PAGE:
Sunday, February 3, 2013

DNA Bangalore: Mistakes Like Love And Sex & why the chick lit label should die!

How do you respond to the implication from literary snobs that chick-lit label must be poorly written as your books aren't so?
It’s actually very sad that people classify books and then they dismiss them. When I wrote my book I didn’t think it would be a chick lit. But people immediately presumed it would be so because it had a female protagonist. Then they said “oh it will be like any other book” without even reading it. But Losing My Virginity And Other Dumb Ideas went on to sell 50,000 copies and Mistakes Like Love And Sex has already sold 20,000 copies. Still people won’t invite me to Literature festivals as my books are not “literary.” I’m trying to bring about different layers in my books – a sexually repressed society, a search for identity, a need for economic independence, empowering women about their bodies, strife in domestic households between an old era and a new age. If I put all that on the back cover, change the cover to an abstract painting and use a title like “whispering wind” maybe I might be taken seriously. The content will never change. But we live in a world where people still judge you for all those factors rather than the content.

Though there are several nicely written, warm, funny and insightful examples of chick-lit, the quality of the work mostly gets ignored. Does that trouble you?
Yes. Also my work cannot be just labeled as chick lit. It’s edgy and serious and insightful. No other contemporary author has written about bedroom scenes that are raw, sensuous, and real. I don’t make them erotic but it has a passionate touch to it. I explore women’s desires and men’s needs. In a society where everything is closed doors, I am trying to write about what is natural and beautiful. I would not like to be labeled as just another chick lit author and be ignored.

What is the social significance of chick lit?
Any piece of good writing is important. We must not all strive to be a Salman Rushdie. We need to have different voices in society and a nation that accepts those voices as well. Women’s stories are essential to give identification and empowerment to other women.

Is chicklit a fitting genre to approach issues of sexuality, feminism and self-identity?
No it is not. It is a horrible classification. We NEED another category for writers who want to write about sexuality, feminism and self-identity that I do with my novels. I sincerely hope the PUBLISHING world finds a new classification so I can be slotted into that rather than a chick lit writer.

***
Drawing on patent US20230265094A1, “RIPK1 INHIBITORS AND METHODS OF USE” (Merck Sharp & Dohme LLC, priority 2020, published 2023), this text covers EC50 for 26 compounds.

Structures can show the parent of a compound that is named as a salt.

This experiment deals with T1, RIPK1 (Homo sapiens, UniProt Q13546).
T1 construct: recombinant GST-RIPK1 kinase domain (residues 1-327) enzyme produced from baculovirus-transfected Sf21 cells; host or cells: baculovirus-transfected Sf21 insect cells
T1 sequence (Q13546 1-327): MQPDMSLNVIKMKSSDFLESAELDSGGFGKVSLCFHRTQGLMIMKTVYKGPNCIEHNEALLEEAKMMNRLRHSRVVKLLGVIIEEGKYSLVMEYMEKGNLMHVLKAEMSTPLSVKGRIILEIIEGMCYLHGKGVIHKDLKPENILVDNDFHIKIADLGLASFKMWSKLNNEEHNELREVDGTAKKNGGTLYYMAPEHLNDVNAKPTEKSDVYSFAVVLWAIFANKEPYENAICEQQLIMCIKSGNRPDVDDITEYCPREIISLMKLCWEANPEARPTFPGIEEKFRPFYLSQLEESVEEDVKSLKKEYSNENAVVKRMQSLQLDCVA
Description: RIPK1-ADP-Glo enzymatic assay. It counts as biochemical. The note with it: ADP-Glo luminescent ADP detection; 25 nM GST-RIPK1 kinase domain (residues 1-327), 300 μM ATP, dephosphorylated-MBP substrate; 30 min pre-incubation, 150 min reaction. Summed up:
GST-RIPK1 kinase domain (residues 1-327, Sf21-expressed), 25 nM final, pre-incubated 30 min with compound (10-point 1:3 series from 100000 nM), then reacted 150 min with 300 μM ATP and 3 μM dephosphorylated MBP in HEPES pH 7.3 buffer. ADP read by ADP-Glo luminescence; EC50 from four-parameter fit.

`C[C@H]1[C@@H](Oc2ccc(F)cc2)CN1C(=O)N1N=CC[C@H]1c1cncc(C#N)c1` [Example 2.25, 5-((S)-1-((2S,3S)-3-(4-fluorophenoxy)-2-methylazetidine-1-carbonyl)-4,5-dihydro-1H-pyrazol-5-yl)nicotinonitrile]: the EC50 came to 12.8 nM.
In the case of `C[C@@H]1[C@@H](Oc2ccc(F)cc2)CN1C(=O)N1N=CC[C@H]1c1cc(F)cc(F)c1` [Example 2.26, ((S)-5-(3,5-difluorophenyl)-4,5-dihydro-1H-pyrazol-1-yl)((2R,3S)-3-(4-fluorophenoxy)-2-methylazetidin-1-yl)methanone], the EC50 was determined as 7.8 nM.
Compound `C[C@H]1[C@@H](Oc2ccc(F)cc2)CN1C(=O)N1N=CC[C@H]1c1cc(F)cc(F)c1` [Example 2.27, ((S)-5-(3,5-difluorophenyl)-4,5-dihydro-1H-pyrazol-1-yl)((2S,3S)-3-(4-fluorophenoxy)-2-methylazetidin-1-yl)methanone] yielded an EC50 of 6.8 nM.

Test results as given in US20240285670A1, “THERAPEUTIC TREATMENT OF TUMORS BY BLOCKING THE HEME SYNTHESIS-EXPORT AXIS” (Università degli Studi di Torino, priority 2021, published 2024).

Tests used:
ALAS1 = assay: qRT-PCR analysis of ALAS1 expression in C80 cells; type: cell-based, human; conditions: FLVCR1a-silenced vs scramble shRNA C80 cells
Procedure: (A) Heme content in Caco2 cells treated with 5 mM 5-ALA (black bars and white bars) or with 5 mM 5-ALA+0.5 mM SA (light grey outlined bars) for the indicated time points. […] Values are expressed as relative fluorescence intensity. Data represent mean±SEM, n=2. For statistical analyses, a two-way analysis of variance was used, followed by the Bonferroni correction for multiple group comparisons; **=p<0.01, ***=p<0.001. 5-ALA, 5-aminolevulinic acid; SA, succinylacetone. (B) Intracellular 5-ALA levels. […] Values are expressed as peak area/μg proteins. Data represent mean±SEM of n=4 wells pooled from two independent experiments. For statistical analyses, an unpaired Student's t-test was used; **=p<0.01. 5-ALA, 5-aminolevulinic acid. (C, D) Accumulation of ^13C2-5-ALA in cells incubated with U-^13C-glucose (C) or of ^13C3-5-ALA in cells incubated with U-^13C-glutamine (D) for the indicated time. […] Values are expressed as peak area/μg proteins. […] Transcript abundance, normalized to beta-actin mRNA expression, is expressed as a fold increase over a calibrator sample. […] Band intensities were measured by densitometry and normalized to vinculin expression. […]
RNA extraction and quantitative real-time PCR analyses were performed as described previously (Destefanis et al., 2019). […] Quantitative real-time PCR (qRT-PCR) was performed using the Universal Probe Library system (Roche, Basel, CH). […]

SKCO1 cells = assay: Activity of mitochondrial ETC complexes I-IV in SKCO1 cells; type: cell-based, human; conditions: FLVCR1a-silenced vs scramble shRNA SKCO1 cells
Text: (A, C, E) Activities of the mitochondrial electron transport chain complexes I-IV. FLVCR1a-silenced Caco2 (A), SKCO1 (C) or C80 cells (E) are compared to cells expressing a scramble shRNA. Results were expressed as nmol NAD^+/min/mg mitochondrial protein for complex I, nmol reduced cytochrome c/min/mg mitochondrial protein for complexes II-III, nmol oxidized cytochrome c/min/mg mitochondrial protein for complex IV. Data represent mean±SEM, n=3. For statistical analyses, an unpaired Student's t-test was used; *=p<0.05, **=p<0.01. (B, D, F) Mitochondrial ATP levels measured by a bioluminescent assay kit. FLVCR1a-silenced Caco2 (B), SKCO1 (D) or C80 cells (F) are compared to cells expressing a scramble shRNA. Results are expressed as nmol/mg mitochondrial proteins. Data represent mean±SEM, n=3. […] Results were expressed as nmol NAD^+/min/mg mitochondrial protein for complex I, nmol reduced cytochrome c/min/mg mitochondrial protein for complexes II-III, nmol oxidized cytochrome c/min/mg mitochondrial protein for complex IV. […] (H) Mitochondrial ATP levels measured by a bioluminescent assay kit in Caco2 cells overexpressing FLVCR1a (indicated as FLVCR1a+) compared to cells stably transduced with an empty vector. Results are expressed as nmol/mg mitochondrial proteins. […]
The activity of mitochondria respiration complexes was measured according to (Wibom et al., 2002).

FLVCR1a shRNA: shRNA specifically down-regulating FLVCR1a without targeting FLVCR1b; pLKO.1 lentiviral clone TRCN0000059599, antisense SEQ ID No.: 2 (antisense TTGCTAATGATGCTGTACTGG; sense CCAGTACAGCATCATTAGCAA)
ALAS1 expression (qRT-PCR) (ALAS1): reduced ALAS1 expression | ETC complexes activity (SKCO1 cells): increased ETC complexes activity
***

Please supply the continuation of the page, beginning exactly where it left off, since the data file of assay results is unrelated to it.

Do you think that books aimed at women are becoming increasingly homogenised or girly?
Partly. But it’s a vicious cycle. If one book does well then publishers want authors to write the same genre to sell more copies. For example, with the success of 50 Shades series, all Indian publishers want to venture into the erotica genre. So then, the market is flooded with the same type of books. It has happened the same way with the “girly” books because one book sold well many years ago. That is why I’ve tried to stay clear of stale writing and usual topics. I may have a female protagonist but it doesn’t mean she needs to behave the same way as others.

Love is fine for a classic like Madame Bovary or Anna Karenina but if the heroine is a modern girl juggling a job and a love life, many turn contemptuous. Why? Are we squeamish about love as a topic?
The bookstores are flooded with stories on love. Hence the overdose has created an over discerning, jaded buyer. As soon as they see “love” on the cover, they think that one book is as good as the next. I didn’t realize this till my book Mistakes Like Love And Sex came out. I thought it was a quirky title and it was apt with the book that had betrayals, bad boyfriends, and bedroom antics. However, since it has “love” the reader doesn’t know if it’s the same ol’ story seen on the shelf time after time. But when you go to read my book you will realize that it’s NOT A CHICK LIT. It will be a story you’ve never read before.

How did working on commercial Bollywood films influence your fiction?
Working as an Assistant Director to Subhash Ghai and Kaizad Gustad gave me access to a few Bollywood stars and behind the scenes news. I was even an Executive Producer at Zoom TV working on a reality show for Miss India. All this was churning in my head when I was writing both my books. Losing My Virginity And Other Dumb Ideas has Kaveri as a participant on a reality show. Mistakes Like Love And Sex has Kaveri becoming a tutor-assistant to a new actress Bela Bandhan who is an amalgamation of the actresses I’ve worked with. My fiction has to come from a real place otherwise it won’t be believable. I have actually visited Milan, Barcelona and New York that I write about in my books. Hence I can describe it well enough for readers to visualize it.

Who is the reader you have in mind while writing?
No one. I do not have a reader in mind. I only have a story and characters that go through scenes that I see clearly in my mind.

Is literature elitist?
Any writing beyond the last 30 years is elitist. Old is presumed gold.

Tell us a myth about Indian women.
It’s a myth that Indian women do not enjoy sex. With the right man, and enough foreplay they will always love it! 

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